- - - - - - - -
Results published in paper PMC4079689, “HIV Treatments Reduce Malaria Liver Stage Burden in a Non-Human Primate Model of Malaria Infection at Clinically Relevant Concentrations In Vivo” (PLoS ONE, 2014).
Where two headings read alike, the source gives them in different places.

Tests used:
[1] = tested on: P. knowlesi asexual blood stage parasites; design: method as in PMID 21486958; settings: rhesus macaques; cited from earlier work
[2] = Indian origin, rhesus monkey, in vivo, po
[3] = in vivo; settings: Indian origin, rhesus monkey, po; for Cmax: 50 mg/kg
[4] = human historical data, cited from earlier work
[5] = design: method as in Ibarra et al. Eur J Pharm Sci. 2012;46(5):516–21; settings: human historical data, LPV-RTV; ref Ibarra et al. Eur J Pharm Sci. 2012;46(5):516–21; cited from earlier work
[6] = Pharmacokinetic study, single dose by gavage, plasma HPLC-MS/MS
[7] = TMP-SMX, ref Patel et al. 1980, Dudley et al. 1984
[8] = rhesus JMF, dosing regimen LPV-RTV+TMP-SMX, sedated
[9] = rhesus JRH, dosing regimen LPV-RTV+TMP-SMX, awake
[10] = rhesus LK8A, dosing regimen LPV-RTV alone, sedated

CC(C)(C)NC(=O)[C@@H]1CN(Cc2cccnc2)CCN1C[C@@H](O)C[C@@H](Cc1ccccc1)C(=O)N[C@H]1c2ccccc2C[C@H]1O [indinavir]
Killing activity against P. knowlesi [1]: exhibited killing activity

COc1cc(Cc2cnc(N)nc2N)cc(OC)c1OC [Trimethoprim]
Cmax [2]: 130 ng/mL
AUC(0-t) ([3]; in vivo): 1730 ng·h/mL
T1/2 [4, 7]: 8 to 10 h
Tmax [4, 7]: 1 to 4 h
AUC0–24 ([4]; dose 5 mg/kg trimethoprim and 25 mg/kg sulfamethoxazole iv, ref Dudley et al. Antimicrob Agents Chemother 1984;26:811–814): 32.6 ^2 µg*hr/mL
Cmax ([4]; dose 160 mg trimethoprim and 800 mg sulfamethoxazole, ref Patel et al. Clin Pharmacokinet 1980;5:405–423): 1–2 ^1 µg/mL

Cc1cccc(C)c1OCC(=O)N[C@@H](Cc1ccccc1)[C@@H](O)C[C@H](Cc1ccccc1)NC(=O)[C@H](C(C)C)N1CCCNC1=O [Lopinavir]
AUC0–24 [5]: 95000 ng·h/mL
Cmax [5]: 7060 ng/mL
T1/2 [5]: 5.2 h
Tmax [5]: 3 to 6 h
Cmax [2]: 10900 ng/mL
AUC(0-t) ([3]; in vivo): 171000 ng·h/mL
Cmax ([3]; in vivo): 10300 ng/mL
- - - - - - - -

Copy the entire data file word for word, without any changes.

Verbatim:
Results published in paper PMC4079689, “HIV Treatments Reduce Malaria Liver Stage Burden in a Non-Human Primate Model of Malaria Infection at Clinically Relevant Concentrations In Vivo” (PLoS ONE, 2014).
Where two headings read alike, the source gives them in different places.

Tests used:
[1] = tested on: P. knowlesi asexual blood stage parasites; design: method as in PMID 21486958; settings: rhesus macaques; cited from earlier work
[2] = Indian origin, rhesus monkey, in vivo, po
[3] = in vivo; settings: Indian origin, rhesus monkey, po; for Cmax: 50 mg/kg
[4] = human historical data, cited from earlier work
[5] = design: method as in Ibarra et al. Eur J Pharm Sci. 2012;46(5):516–21; settings: human historical data, LPV-RTV; ref Ibarra et al. Eur J Pharm Sci. 2012;46(5):516–21; cited from earlier work
[6] = Pharmacokinetic study, single dose by gavage, plasma HPLC-MS/MS
[7] = TMP-SMX, ref Patel et al. 1980, Dudley et al. 1984
[8] = rhesus JMF, dosing regimen LPV-RTV+TMP-SMX, sedated
[9] = rhesus JRH, dosing regimen LPV-RTV+TMP-SMX, awake
[10] = rhesus LK8A, dosing regimen LPV-RTV alone, sedated

CC(C)(C)NC(=O)[C@@H]1CN(Cc2cccnc2)CCN1C[C@@H](O)C[C@@H](Cc1ccccc1)C(=O)N[C@H]1c2ccccc2C[C@H]1O [indinavir]
Killing activity against P. knowlesi [1]: exhibited killing activity

COc1cc(Cc2cnc(N)nc2N)cc(OC)c1OC [Trimethoprim]
Cmax [2]: 130 ng/mL
AUC(0-t) ([3]; in vivo): 1730 ng·h/mL
T1/2 [4, 7]: 8 to 10 h
Tmax [4, 7]: 1 to 4 h
AUC0–24 ([4]; dose 5 mg/kg trimethoprim and 25 mg/kg sulfamethoxazole iv, ref Dudley et al. Antimicrob Agents Chemother 1984;26:811–814): 32.6 ^2 µg*hr/mL
Cmax ([4]; dose 160 mg trimethoprim and 800 mg sulfamethoxazole, ref Patel et al. Clin Pharmacokinet 1980;5:405–423): 1–2 ^1 µg/mL

Cc1cccc(C)c1OCC(=O)N[C@@H](Cc1ccccc1)[C@@H](O)C[C@H](Cc1ccccc1)NC(=O)[C@H](C(C)C)N1CCCNC1=O [Lopinavir]
AUC0–24 [5]: 95000 ng·h/mL
Cmax [5]: 7060 ng/mL
T1/2 [5]: 5.2 h
Tmax [5]: 3 to 6 h
Cmax [2]: 10900 ng/mL
AUC(0-t) ([3]; in vivo): 171000 ng·h/mL
Cmax ([3]; in vivo): 10300 ng/mL